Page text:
Scott Young, vice president of vehicle distribution at BrightDrop, told the publication that it is “not looking exclusively at existing General Motors dealers,” to set up BrightDrop storefronts, but is instead looking to partner with experienced commercial vehicle dealers. It is currently in talks with dealers in California, where the first BrightDrop storefronts will be built, and plans to grow its dealer network outward from there.
The storefronts will at first sell the BrightDrop EV600 – an electric delivery van being touted as an eco-friendly last-mile delivery solution. FedEx was the first publicly announced EV600 customer, with the logistics company placing an order for 500 examples of the electric van earlier this year. MerchantsFleet has also placed a large order for 12,600 of the vans.
GM told Automotive News that it has already spoken to “hundreds,” of potential BrightDrop customers, although FedEx and MerchantsFleet are so far the only publicly announced buyers. It’s currently not clear how much GM is charging these buyers for an EV600 per unit.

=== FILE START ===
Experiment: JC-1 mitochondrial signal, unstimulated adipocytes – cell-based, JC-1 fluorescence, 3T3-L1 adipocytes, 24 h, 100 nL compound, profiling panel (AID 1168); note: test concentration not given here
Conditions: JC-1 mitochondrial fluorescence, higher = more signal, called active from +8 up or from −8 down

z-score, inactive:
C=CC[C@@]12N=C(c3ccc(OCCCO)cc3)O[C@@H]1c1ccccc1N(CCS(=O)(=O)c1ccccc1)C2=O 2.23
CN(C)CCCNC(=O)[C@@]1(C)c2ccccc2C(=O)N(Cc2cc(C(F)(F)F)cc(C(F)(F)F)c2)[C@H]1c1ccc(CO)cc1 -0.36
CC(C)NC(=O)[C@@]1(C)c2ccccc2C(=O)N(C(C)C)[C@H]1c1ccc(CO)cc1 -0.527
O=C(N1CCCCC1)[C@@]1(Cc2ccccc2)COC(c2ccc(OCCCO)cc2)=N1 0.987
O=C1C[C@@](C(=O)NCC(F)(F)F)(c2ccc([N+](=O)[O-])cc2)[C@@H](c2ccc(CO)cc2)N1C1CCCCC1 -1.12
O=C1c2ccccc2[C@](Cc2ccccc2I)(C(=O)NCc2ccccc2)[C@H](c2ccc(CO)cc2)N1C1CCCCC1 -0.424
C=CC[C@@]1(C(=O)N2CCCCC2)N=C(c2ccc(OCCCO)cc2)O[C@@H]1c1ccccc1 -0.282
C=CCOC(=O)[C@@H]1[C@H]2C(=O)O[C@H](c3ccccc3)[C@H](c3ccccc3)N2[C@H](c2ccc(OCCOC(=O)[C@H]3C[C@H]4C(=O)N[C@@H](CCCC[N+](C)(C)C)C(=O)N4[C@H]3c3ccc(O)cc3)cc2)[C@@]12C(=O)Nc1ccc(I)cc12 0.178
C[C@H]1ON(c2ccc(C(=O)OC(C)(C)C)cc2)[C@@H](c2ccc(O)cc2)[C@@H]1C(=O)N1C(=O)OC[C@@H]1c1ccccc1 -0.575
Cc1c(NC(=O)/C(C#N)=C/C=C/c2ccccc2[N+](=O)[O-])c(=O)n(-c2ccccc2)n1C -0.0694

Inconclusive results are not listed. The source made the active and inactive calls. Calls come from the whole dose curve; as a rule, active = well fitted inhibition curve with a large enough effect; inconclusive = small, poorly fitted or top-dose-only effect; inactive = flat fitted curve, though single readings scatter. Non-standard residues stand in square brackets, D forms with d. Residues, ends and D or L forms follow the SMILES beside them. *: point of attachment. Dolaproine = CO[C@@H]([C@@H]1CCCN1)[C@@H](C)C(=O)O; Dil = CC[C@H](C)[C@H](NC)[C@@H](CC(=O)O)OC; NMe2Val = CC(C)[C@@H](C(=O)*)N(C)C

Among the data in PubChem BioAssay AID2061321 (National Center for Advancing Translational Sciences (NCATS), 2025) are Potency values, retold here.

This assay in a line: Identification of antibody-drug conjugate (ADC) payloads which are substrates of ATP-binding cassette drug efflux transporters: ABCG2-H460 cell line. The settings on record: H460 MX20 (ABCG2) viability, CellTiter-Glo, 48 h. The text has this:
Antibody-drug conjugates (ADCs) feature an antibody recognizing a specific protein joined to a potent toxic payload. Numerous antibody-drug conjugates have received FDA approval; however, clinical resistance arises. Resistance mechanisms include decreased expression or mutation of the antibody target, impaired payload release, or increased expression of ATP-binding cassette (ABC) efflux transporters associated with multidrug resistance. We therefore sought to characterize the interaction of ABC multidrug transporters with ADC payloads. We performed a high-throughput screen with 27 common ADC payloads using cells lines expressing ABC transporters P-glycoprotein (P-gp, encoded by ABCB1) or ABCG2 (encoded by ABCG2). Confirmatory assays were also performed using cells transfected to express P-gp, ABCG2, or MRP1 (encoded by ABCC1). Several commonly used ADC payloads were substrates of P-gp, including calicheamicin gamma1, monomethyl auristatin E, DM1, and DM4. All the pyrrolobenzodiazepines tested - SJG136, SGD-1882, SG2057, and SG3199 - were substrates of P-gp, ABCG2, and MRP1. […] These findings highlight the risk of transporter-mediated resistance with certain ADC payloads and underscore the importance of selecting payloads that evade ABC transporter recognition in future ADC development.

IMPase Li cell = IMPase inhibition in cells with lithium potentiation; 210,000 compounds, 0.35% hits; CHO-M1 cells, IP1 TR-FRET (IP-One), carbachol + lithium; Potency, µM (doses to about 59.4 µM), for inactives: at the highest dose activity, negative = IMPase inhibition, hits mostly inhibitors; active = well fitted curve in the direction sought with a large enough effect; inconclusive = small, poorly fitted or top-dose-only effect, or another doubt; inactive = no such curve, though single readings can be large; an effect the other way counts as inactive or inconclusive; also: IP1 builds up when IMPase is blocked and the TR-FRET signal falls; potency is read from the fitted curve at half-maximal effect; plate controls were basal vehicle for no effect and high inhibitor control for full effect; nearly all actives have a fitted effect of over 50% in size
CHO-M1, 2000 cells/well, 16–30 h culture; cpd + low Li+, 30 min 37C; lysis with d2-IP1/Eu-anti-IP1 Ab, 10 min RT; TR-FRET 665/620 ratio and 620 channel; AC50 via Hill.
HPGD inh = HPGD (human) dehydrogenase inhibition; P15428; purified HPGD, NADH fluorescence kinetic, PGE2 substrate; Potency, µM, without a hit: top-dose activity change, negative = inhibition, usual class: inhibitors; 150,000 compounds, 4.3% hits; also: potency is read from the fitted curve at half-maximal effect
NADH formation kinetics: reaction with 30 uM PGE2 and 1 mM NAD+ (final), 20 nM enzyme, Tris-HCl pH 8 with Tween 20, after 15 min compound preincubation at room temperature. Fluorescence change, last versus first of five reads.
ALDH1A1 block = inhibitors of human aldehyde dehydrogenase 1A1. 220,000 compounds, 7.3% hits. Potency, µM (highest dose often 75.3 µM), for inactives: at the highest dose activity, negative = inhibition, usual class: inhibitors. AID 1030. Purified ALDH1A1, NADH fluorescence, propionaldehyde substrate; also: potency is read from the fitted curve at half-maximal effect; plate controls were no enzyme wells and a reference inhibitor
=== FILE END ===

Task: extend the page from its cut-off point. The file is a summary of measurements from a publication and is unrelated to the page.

In addition to the EV600, BrightDrop is currently marketing its EP1 electric delivery pallets, which feature in-wheel hub motors to help drivers push heavy delivery pallets. GM says it is also exploring a “number of concepts,” for BrightDrop’s future, including a medium-distance solution that can transport multiple EP1s at one time and a rapid load delivery vehicle concept.
GM CEO Mary Barra said previously that BrightDrop stores will offer fleet customers a “one-stop-shop solution for commercial customers to move goods in a better, more sustainable way.”
BrightDrop customers will also benefit from the company’s new fleet management solutions, as well as its UltiumCharge360 strategy, which makes it easier for fleet managers to find charging stations and set up new charging stalls in their fleet lots.